BLET marks 144th anniversary

The Brotherhood of Locomotive Engineers and Trainmen marked its 144th anniversary this month. The union was founded as the Brotherhood of the Footboard on May 8, 1863, in Marshall, Mich.

In 1864, the union changed its name to Brotherhood of Locomotive Engineers (BLE), the name it retained until merging with the International Brotherhood of Teamsters on Jan. 1, 2004, when it became BLET.

The organization was formed when locomotive engineers on the Michigan Central became discouraged with pay cuts and the dismissal of their firemen. Locomotive engineers were then being paid at the rate of $60 a month on the condition that they ran at least 2,500 miles each month, regardless of the time consumed. Because of complaints about this low rate of pay and inequitable way of doing it, the Michigan Central agreed in 1862 to advance the pay of first class engineers to $85 a month. These and other concessions by the road, however, proved to be of short duration. Runs were changed in such a way that the engineers experienced reductions in pay rather than increases.

A. S. Sweet, who occupied the post of superintendent of machinery with the Michigan Central at that time, had been given that job on the promise that he would reduce costs. He was responsible for cutting the men''s pay. The men carried a pointed protest to Sweet, who, as a result, fired a number of them.

J. C. Thompson, one of the original organizers of the Brotherhood of Locomotive Engineers, declared that Sweet became so incensed at having been challenged in this way that he laid off a number of firemen who had been longest in service and gave their places to others who knew nothing of the work required of them. This brought an immediate clash, for the engineers refused to go out on their runs where regular firemen had been dismissed. This attitude was an initial open display on the part of locomotive engineers to protect firemen.

Men all over the system were discouraged. Angered by the situation, a group of 13 Michigan Central engineers, failing to find privacy for a meeting on company property, gathered at the home of William D. Robinson of Marshall, Mich., to discuss conditions and map out a plan of action.

They agreed that if any one of them were discharged by Sweet, the rest would quit on the spot. A circular was prepared and they all signed it. Then they carried further their plan, which they called a Protective Association. If other engineers affiliated with the group, they, too, would be required to promise to quit the service if any member were fired.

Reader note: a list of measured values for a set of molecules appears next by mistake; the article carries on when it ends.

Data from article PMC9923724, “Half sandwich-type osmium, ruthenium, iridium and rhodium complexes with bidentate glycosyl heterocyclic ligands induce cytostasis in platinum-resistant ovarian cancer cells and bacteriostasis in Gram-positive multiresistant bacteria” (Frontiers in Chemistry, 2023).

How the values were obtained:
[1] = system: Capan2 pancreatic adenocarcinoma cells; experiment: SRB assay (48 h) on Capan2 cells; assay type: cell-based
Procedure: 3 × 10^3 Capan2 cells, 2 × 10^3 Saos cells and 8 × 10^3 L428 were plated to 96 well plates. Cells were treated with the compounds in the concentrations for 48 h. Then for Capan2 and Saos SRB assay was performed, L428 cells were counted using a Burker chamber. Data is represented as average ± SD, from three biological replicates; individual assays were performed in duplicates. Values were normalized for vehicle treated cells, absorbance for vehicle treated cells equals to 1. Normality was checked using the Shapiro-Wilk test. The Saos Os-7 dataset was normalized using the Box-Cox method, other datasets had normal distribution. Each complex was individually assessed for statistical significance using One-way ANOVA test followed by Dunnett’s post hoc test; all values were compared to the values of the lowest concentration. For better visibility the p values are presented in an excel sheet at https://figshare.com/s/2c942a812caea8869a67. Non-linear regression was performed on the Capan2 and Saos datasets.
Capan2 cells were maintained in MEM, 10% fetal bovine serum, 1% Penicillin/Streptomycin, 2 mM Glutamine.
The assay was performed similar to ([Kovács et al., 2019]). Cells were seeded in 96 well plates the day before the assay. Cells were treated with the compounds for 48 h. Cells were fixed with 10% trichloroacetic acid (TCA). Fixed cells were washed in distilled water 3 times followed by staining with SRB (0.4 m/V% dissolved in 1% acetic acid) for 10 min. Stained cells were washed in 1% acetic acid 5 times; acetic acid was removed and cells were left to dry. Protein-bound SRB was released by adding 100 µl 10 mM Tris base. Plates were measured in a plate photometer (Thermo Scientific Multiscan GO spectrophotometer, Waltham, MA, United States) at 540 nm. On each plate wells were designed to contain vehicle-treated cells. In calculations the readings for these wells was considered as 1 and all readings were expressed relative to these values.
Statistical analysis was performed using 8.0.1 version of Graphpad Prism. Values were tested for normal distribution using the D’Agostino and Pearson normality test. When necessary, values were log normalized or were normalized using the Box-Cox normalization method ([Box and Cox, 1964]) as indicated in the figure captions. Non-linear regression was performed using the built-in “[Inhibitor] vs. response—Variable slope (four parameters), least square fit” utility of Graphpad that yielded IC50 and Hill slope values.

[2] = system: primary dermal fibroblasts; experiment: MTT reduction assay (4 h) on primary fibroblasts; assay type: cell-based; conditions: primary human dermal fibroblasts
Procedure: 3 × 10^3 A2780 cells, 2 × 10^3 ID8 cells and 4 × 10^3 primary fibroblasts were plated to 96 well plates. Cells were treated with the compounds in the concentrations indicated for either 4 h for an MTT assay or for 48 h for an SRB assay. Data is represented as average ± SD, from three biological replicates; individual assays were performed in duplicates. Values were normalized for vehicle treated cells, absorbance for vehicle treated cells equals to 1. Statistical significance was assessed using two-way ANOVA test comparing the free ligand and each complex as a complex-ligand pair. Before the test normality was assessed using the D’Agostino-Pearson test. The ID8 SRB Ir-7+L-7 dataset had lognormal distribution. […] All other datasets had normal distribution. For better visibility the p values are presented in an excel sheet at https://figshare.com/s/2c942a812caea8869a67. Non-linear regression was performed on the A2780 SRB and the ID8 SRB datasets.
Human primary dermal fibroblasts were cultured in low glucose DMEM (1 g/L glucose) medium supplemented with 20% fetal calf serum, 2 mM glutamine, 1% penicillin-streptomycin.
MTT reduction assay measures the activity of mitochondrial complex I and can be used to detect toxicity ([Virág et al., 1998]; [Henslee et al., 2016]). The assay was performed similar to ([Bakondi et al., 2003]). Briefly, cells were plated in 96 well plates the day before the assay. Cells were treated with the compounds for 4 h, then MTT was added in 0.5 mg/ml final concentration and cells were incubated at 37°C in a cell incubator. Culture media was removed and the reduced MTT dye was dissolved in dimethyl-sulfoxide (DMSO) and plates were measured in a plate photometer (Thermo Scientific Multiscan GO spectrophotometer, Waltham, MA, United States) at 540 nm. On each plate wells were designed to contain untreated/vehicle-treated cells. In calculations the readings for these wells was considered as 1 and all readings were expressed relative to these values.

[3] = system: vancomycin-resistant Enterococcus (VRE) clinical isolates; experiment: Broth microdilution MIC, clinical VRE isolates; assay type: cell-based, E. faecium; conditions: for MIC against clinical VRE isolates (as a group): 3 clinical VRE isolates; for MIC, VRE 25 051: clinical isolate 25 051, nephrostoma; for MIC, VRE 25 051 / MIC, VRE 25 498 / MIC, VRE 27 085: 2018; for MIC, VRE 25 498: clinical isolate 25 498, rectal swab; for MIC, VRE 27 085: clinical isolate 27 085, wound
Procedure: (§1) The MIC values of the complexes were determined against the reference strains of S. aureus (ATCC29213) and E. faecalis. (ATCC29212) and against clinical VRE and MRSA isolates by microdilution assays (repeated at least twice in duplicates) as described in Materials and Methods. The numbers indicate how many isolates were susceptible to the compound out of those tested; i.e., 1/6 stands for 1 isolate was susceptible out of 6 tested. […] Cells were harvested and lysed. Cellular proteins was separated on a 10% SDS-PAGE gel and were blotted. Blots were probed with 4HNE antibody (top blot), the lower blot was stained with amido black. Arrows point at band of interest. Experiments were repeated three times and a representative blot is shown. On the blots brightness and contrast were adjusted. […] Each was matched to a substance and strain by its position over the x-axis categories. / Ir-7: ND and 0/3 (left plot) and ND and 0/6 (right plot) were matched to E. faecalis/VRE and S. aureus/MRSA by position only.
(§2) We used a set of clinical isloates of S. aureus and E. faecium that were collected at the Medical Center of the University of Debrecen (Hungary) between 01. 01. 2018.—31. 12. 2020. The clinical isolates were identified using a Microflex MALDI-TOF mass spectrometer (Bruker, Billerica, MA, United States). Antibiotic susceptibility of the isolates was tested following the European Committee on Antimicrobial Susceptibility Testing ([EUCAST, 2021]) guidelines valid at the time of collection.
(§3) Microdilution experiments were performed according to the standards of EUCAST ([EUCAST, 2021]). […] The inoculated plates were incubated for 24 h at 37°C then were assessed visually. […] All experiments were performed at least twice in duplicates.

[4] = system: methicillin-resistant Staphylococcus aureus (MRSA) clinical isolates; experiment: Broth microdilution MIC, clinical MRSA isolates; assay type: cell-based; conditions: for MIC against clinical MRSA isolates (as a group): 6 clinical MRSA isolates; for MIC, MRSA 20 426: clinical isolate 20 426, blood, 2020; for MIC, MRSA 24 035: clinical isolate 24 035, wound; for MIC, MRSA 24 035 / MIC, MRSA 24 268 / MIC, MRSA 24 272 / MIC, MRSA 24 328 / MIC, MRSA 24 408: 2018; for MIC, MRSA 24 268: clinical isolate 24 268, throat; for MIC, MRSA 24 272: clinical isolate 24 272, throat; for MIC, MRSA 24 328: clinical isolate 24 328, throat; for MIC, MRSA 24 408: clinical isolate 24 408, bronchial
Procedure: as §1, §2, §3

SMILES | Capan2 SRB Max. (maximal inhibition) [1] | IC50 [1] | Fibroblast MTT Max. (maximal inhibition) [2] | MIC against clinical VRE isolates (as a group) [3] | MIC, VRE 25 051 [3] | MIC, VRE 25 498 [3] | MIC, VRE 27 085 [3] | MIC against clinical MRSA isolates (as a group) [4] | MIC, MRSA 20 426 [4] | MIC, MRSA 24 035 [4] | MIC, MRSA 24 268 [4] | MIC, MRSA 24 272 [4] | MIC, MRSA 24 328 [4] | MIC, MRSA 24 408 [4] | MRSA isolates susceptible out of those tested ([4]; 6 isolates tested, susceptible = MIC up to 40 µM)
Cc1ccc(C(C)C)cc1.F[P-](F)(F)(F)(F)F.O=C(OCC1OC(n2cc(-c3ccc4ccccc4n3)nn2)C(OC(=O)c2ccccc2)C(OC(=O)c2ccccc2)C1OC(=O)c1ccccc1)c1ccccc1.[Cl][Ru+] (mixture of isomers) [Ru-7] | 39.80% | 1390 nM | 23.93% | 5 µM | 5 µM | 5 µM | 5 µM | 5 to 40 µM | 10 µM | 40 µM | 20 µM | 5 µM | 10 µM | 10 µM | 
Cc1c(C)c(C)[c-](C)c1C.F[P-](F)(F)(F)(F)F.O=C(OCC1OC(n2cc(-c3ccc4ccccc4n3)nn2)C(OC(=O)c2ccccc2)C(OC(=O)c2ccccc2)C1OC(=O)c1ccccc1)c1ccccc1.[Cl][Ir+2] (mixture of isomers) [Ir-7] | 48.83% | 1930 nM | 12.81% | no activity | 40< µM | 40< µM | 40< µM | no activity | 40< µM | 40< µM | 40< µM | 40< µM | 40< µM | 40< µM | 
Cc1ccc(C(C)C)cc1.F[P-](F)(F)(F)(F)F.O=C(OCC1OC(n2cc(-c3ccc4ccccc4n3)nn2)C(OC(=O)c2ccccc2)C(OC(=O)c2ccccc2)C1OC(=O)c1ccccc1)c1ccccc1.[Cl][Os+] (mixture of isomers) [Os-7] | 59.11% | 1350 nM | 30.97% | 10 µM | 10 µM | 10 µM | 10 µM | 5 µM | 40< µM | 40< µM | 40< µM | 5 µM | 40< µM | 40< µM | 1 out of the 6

Copies of this were circulated over the Michigan Central and additional engineers, subscribing to the oath, joined the movement with enthusiasm. A committee was formed and went to Sweet''s office. Sweet refused to see them at first, refusing even to speak to them. But through patiently explaining their mission, the group finally got his permission for an interview. He is said to have called out to the waiting members of the committee as he entered his office: "Well, boys, what do you propose to do, shut up the road?"

Sam Hill, one of the committee replied, "We are here as gentlemen, representing gentlemen, and desire to be treated as such." Hill went on to say that the committee was acting as a unit and that they were speaking for all the engineers from Detroit to Chicago that they had grievances that they wished to adjust. The committee discussed all of the points at issue very thoroughly and it ended by Sweet granting the whole of their requests.

When the success of this conference became known, it gave a tremendous impetus to the Protective Association and it was decided to extend the movement to all railroads. A call for a general meeting was then issued, to be held in Detroit on May 5, 1863.

The Detroit convention marked a new epoch in the organization of American railroad employees. It brought together engineers from the Michigan Central, Michigan Southern & Northern Indiana, Detroit & Milwaukee, Grand Trunk, and Michigan Southern. Together, the 12 delegates present drafted a constitution, which combined democratic control with efficient central administration, thus solving the fundamental problem that had wrecked many previous labor organizations. After three days of deliberations and plans for the future, the delegates on May 8 joined hands and obligated themselves to abide by the constitution, forming the pioneer division of the Brotherhood of the Footboard with W. D. Robinson as chief engineer. This division, No. 1 in Detroit, still maintains its proud position as first on the roster of over 500 divisions of the BLET.

Today, with more than 55,000 active and retired members, the BLET is one of the largest and most influential railroad unions in the United States.




© 2007 Brotherhood of Locomotive Engineers and Trainmen